Harvest of Chardonnay began in early to mid—August in Carneros and southern Napa, followed by Pinot Noir, both for sparkling wine, as these are always picked at lower brix (sugar levels), than those for still wine. The timing was just a little ahead of normal. Mumm Napa Valley’s winemaker Ludovic Dervin said, “This vintage offers good flavors and strong acidity. Overall it is a very nice vintage for Napa Valley sparkling wine producers. Challenges this year included early bud—break with a potential threat of frost, but we had no damage in the end. Nice weather during bloom, and near—perfect ripening conditions until the end of August, allowed us to harvest most sparkling grapes at optimum maturity level.”
“Harvest and sugar accumulation was accelerated the last week in August... The vintage is below average in terms of yields, but of very promising quality…We are extremely optimistic about the 2007 vintage as being high on quality,” said Remi Cohen, vineyard manager, Merryvale Vineyards.
The first rounds of thinner—skinned white varieties like Riesling, Chenin Blanc, Sauvignon Blanc and then Chardonnay for still wines began in late August and continued into mid—September. As crush began, Janet Myers, winemaker at Franciscan Estate noted that; “…the Sauvignon Blanc finished fermenting, I'm very happy with the character and quality, nice crisp acidity…Chardonnay yields were variable, but overall came in about 5% under expectation, with…good intensity.”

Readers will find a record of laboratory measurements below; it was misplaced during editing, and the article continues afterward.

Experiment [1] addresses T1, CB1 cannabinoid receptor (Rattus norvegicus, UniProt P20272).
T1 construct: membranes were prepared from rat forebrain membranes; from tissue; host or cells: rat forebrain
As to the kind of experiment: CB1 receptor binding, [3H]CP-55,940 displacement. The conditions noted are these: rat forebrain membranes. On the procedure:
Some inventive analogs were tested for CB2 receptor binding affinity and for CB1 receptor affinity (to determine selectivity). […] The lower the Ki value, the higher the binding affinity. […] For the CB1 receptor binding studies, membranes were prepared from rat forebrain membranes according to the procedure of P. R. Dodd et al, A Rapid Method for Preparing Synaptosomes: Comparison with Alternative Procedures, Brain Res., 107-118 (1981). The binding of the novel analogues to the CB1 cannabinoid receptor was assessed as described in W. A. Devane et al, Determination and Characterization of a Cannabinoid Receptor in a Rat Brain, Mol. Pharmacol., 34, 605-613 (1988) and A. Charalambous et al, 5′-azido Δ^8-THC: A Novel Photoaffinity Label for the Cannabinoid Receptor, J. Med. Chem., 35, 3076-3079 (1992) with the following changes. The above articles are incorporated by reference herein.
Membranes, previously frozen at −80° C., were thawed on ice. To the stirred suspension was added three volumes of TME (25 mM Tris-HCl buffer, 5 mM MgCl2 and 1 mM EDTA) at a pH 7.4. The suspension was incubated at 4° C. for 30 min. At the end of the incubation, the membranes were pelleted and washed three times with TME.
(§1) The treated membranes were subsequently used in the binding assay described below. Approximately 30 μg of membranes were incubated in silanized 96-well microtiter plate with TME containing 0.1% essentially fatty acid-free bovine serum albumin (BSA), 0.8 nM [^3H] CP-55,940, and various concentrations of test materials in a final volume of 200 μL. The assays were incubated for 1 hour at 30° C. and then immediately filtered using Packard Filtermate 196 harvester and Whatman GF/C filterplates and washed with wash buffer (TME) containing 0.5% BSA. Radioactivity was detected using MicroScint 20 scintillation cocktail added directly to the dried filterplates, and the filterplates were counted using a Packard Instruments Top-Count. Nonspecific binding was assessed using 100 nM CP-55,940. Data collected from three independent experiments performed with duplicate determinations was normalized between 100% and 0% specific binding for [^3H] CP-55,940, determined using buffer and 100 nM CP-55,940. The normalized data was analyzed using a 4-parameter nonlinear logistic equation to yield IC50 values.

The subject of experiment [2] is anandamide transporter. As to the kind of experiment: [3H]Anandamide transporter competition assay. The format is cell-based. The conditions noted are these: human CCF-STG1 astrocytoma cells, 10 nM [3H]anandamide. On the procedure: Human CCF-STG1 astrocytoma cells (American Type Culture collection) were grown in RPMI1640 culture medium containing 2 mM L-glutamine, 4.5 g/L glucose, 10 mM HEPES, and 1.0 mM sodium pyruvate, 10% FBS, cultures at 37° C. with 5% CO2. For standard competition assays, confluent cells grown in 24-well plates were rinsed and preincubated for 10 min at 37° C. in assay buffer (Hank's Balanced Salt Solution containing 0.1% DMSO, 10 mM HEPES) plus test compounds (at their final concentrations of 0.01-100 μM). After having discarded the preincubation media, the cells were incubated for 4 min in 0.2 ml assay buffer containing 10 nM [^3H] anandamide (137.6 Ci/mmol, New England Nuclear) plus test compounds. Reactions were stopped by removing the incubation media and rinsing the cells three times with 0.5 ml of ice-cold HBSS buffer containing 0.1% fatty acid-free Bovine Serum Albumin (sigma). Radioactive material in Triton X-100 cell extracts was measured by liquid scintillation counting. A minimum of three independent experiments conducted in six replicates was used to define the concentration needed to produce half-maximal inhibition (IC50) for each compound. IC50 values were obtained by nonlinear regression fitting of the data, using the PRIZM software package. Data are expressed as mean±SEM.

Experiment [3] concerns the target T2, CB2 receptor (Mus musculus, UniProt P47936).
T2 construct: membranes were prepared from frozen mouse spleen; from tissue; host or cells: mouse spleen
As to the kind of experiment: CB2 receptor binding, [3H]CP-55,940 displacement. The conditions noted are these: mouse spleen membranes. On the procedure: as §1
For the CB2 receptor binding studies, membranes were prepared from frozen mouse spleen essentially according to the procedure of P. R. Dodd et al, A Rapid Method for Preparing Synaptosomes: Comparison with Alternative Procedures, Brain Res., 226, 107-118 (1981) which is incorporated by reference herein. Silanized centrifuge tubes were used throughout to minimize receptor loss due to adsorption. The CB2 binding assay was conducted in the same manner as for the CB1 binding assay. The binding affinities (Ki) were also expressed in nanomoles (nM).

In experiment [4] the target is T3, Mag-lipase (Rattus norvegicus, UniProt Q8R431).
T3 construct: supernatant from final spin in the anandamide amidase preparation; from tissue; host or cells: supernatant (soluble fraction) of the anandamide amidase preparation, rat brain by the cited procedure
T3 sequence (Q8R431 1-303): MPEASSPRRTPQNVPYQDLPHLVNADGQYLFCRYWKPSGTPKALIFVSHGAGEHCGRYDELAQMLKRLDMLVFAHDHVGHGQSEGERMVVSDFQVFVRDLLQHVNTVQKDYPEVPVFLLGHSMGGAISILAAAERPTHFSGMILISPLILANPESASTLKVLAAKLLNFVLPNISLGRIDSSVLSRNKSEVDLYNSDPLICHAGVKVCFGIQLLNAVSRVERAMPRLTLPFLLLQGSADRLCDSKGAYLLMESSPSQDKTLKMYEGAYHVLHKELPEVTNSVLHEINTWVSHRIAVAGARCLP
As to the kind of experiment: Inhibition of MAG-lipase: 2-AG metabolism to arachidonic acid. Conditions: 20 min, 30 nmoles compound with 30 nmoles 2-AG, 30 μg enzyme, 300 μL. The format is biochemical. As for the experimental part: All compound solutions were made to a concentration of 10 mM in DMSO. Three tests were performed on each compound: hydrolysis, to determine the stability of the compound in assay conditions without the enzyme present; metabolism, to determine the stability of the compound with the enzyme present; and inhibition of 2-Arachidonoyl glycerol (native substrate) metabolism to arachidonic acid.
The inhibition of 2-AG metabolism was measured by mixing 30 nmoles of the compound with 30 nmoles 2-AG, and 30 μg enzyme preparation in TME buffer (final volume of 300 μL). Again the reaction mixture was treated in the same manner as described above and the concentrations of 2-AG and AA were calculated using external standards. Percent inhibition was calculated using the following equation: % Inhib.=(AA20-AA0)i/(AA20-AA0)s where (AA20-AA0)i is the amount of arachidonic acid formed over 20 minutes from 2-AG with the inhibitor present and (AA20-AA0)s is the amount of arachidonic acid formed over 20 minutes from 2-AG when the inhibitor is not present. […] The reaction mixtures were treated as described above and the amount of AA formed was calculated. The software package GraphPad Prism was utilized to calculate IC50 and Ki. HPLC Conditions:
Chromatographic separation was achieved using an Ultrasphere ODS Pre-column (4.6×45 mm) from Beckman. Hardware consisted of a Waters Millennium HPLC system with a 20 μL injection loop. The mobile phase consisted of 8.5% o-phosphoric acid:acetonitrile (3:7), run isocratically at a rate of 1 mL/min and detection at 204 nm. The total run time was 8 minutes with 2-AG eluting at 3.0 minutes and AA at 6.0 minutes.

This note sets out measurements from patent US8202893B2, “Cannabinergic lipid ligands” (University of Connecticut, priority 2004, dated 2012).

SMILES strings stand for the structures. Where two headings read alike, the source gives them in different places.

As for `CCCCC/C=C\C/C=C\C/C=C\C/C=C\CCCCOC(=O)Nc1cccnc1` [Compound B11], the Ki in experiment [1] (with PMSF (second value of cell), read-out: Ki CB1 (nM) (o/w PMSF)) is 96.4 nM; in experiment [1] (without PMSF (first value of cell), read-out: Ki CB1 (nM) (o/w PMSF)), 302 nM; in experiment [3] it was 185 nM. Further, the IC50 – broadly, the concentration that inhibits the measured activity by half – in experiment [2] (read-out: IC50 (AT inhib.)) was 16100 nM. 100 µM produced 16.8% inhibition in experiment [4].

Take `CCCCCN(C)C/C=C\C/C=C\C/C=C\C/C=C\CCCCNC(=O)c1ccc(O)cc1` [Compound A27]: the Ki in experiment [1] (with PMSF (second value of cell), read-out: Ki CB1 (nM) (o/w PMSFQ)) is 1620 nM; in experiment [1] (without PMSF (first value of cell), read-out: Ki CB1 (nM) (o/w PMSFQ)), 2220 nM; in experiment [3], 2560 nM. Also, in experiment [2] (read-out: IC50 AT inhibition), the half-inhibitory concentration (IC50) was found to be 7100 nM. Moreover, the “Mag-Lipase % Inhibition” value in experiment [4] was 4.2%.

Steve Reynolds of Reynolds Family Vineyards said of Chardonnay, “Great vintage, weird, but good.” And Allen Price of Casa Nuestra reported that: “2007 Riesling fruit was very clean with lower amounts of Botrytis than previous years. It was an early harvest with average crop load. The flavors…developed quickly so the wine ‘kind of made itself this year.’”
Chardonnay is the top white variety planted in Napa Valley with about 7,100 acres under cultivation cropping at just over 3 tons per acre, with an average 2006 price of $2,200 per ton. A distant second is Sauvignon Blanc at 2,400 acres, Pinot Gris/Grigio at 262 acres and Semillon at 172 acres.
“The 2007 vintage is looking very promising…yields have been slightly lower than anticipated, but the quality appears to be very good. Both the low yields and high quality can in part be attributed to smaller berries and lower—than—average cluster weights. The 2007 season has been characterized by very cool and very consistent temperatures; with total growing degree day accumulation slightly lower than 2006. This has allowed the fruit to ripen at a very steady pace, making for nearly ideal chemistry and flavor development…the 2007 vintage is allowing us to be very selective and pick at exactly the desired level of maturity. The moderate weather, combined with very low disease and pest pressure this year, has left the vines and the fruit in very good condition. All and all we are very optimistic about the 2007 vintage,” said Toby Halkovich, viticulturist at Cakebread Cellars.
Michael Weis of Groth Vineyards said; “STUNNING is the only way to describe the 2007 vintage…Our biggest challenge this year was to figure out what we will do with ourselves between our Chardonnay and our Cabernet harvest——lunch, the beach, bocce ball, a nap? This vintage is one of healthy vines, no Botrytis, no raisins, long hang time and STUNNING fruit!”
Contact: Terry Hall, Communications Director